Criminal gangs are using immigration laws to traffic children into Britain through Heathrow Airport, a leaked report has revealed.
Gordon Brown has promised an investigation this week after it emerged that a children’s home near Heathrow airport has been used as a ‘clearing house’ by traffickers who have sold dozens of Chinese youngsters into slavery, prostitution or the drugs trade.
More than 80 children have escaped from the assessment centre near UK’s main international airport and only four of them have been found.
One of the girls discovered had become pregnant and it later emerged she and another had been forced to work in brothels in the Midlands.
A secret report by the UK Border Agency, leaked to The Guardian newspaper, said the centre had become a “clearing house” for international gangs.
It revealed some children simply walked out of the building to be picked up by waiting cars while others escaped out of windows or during fire drills.
The document said the missing children were victims of an international trafficking network with agents based in countries including China, Brazil, Japan, Malaysia and Kenya.
A spokesman for the UK Border Agency said:
“Children identified as vulnerable by UK Border Agency officers are placed in the care of local authority social services. Local authorities have a duty to ensure children are kept safe from harm.”
Despite this the council which runs the assessment centre insists it cannot force children to remain there.
Julian Wooster, Hillingdon Borough council’s deputy director of Children and Families, said:
“We cannot lock the doors because it’s a breach of their human rights. Unless they have committed a crime we do not place them in a secure setting.”
“We try to persuade them not to run away from the centre.”
Shadow home secretary Chris Grayling said the leaked report highlighted a “scandalous situation in our immigration system”.
“To have such a large number of children going missing when they are supposed to be in care is unacceptable. We need an urgent explanation from the home secretary.”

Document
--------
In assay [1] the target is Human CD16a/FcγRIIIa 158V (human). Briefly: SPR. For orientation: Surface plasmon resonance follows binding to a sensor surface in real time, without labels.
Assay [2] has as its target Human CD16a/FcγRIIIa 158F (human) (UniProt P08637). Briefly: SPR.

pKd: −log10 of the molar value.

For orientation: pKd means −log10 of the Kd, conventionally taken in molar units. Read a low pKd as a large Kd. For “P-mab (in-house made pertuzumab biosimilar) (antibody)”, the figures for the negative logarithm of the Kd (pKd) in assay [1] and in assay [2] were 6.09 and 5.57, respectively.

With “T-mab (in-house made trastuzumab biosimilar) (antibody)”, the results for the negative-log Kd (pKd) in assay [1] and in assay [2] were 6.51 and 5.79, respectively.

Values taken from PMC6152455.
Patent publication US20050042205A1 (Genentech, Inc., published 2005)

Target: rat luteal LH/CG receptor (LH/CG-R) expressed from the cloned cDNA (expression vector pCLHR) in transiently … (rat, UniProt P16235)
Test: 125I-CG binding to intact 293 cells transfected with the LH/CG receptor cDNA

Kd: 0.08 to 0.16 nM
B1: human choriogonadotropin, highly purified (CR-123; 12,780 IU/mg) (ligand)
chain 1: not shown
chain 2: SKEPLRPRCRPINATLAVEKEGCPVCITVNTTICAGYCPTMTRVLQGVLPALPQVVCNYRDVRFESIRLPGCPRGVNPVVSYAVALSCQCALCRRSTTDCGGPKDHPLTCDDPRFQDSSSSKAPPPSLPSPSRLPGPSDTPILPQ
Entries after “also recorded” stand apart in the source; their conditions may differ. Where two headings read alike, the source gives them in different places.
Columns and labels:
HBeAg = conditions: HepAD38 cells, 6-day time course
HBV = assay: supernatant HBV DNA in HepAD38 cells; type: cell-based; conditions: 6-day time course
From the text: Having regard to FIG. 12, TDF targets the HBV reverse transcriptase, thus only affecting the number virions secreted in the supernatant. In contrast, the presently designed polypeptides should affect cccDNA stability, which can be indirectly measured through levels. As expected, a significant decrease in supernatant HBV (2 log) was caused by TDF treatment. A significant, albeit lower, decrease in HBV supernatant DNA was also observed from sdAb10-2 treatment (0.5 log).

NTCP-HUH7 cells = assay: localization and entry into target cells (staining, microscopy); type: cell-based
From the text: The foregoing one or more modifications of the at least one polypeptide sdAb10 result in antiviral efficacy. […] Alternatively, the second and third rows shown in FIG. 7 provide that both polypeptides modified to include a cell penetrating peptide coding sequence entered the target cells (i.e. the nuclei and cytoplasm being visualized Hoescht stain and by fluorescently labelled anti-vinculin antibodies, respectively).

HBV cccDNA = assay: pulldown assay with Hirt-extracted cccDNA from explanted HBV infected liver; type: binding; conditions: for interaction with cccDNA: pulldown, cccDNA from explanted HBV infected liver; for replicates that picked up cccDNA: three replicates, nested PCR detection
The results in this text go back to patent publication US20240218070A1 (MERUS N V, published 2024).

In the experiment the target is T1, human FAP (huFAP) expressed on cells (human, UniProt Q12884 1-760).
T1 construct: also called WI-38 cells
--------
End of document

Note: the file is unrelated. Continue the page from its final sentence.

The UK Border Agency says, 12 traffickers have been prosecuted for preying on the children in the last year.
Research by the Child Exploitation and Online Protection Centre (Ceop) showed at least 325 youngsters had been identified as potential victims of trafficking in one year.
Before they arrive the children have been heavily coached to remain loyal to the traffickers, with reminders of or threats to their family back home, and repeated warnings that no-one in Britain will wish to help them, Ceop says. The children run away from the council homes to rejoin their traffickers as soon as they can.
The 40 or so children each year vanishing from the Hillingdon home are only a small fraction of the trafficked children entering Britain each year.
The true number of victims of the highly secretive trade is likely to be much higher, says Ceop. Children were found from 52 different countries, including China, Afghanistan, Nigeria, Romania, Vietnam – and from Britain.
Half were forced to work as prostitutes, while others were used as forced labour in restaurants, building sites, beauty salons and the drugs trade, tending cannabis farms, or selling counterfeit goods on the streets.
Evidence was uncovered of British children being trafficked around the country for sexual exploitation.
Chinese teenage girls are the ethnic profile most frequently trafficked into the UK, according to last month’s strategic report on child trafficking by the Child Exploitation and Online Protection Centre (Ceop).
Vietnamese children, destined to work in illegal cannabis factories in the UK, and Afghan boys are also frequently seen.
Some of the trafficked children are orphans, some come seeking a new life, while others have been sold by their parents to pay a debt. Most arrive by plane, because of the difficulty and expense of an overland journey from China to Britain.
The Department for Children, Schools and Families has produced a guidance leaflet – Safeguarding Children who may have been Trafficked – on how to safeguard any potentially trafficked child that they look after.
“We are clearly very concerned about any children that go missing from local authority care,” said a spokesman for the department.
“It is a duty for local authorities to make sure looked-after children are properly safeguarded wherever they are placed. They are also responsible for making sure the necessary measures are in place to take action whenever a child in their care goes missing.”